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5 Oz. of Pain on CBS Sports: ‘Television fighters’ become more vital to MMA

In his latest submission for CBSSports.com, FiveOuncesOfPain.com publisher Sam Caplan analyzes the growing importance of television-friendly fighters in MMA. With television’s role in relation to the sport only increasing, Caplan believes that a fighter’s ability to entertain an audience could become just as important as to whether he wins or loses.

“The won/loss record of a television fighter is often secondary because of the growing role of TV in MMA,” Caplan writes. “With the UFC set to promote more shows than ever in 2009, a premium is placed on fighters such as Lytle and Davis who can headline a UFC Fight Night special on Spike TV or augment headlining fights on a pay-per-view.”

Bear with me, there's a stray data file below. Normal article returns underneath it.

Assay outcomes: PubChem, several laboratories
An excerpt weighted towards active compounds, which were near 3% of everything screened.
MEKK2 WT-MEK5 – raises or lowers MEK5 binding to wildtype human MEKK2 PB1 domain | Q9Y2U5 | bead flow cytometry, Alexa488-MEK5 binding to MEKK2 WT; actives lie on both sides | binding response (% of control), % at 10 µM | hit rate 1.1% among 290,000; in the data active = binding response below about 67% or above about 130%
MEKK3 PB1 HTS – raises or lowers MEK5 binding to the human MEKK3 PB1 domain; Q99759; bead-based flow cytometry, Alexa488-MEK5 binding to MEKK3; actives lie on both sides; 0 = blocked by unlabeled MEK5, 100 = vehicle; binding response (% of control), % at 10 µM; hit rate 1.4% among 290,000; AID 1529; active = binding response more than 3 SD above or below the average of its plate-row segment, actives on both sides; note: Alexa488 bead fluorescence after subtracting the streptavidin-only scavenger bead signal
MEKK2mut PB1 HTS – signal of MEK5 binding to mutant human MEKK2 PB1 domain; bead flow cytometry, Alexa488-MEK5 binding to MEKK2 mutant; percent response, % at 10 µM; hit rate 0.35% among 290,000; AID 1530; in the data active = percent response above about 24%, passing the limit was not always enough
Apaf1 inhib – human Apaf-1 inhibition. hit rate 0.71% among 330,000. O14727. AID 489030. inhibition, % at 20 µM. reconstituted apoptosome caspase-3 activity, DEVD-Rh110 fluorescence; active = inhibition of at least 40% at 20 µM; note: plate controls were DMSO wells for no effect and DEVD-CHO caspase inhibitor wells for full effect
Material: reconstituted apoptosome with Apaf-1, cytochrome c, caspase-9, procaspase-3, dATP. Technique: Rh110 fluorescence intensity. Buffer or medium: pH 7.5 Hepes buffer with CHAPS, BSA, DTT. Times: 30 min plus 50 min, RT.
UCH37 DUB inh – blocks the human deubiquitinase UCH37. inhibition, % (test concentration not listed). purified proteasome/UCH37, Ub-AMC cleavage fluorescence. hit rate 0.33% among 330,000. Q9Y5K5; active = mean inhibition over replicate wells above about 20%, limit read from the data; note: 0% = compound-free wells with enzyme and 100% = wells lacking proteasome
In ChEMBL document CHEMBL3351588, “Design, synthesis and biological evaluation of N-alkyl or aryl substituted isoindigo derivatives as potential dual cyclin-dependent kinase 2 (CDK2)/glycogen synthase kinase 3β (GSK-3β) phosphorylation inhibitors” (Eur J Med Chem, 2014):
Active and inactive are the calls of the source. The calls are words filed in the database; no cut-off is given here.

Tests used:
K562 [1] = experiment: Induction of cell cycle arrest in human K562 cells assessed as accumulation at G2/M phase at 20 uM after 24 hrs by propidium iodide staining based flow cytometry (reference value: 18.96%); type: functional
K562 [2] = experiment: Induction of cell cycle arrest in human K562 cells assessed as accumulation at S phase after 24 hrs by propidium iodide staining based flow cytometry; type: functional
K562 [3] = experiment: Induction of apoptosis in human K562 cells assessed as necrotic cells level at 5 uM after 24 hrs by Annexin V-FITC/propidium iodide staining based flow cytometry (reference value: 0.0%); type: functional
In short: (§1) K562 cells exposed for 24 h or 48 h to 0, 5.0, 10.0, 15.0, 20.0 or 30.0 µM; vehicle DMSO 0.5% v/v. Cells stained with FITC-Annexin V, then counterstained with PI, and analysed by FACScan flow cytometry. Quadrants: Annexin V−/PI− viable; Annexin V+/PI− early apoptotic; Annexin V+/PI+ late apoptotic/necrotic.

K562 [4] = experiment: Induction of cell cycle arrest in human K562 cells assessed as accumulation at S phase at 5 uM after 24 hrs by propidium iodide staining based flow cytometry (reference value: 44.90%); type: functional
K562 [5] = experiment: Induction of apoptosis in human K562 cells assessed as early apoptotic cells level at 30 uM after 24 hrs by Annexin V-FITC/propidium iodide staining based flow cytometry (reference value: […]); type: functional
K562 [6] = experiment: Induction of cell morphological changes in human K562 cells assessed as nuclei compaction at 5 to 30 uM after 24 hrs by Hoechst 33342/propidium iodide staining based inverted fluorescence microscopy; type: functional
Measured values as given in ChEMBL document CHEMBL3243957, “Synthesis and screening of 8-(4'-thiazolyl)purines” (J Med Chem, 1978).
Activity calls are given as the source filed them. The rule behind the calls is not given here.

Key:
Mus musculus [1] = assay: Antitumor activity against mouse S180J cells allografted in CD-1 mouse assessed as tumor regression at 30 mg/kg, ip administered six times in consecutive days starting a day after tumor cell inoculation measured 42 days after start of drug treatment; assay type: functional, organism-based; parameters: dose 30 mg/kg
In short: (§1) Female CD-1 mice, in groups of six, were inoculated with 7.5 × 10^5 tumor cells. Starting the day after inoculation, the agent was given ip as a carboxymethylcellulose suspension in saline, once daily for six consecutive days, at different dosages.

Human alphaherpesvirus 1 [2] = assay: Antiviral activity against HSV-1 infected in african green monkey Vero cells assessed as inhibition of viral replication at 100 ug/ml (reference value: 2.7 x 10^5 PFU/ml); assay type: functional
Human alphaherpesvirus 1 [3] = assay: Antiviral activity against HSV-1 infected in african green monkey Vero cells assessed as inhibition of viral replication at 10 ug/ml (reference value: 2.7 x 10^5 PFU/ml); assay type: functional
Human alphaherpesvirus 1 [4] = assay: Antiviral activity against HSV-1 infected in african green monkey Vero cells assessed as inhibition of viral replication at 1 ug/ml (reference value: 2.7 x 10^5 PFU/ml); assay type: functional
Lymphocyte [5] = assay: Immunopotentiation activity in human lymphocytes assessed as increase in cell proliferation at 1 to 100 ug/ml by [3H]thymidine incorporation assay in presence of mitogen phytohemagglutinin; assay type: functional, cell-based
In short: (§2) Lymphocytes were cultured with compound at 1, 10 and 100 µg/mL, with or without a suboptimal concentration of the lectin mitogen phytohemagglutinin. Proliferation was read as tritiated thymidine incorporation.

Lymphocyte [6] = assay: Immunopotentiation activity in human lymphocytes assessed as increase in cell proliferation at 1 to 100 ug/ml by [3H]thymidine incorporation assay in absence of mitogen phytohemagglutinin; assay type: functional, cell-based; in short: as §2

During the course of the article, Caplan also presents his list of who he considers to be some of the sport’s best made for television fighters.

“Despite being 7-3 in the UFC, [Spencer] Fisher isn’t expected to headline a pay-per-view against lightweight champion B.J. Penn anytime soon,” he writes. “But Fisher has plenty of job security. He has earned the reputation for being one of the most exciting lightweights in the sport. While training under Pat Miletich has allowed Fisher to become a well-rounded fighter, he often prefers to use his professional boxing skills in engaging in wildly entertaining standup exchanges. The mentality has earned him several fight night bonuses and has allowed him to become a cult favorite among hardcore fans.”

To see Caplan’s complete list of top television fighters as well as his entire article, just click here.

3 COMMENTS
  • Grappo says:

    McLovin and The Carpenter are heroes.

  • mu_shin says:

    Sam, excellent piece on the TV fighter and the development of MMA on television.

    Of course, if you really analyze it, TV invented what we now know as MMA. When Rorion Gracie and Art Davies brought the idea for the Ultimate Fighting Challenge to the US, it was inspired by the Vale Tudo fights popular in Brazil, where two men enter the ring, and one man walks out. No weight classes, no time limit, virtually no rules, with a live audience that was bloodthirsty enough to appreciate the primal combat.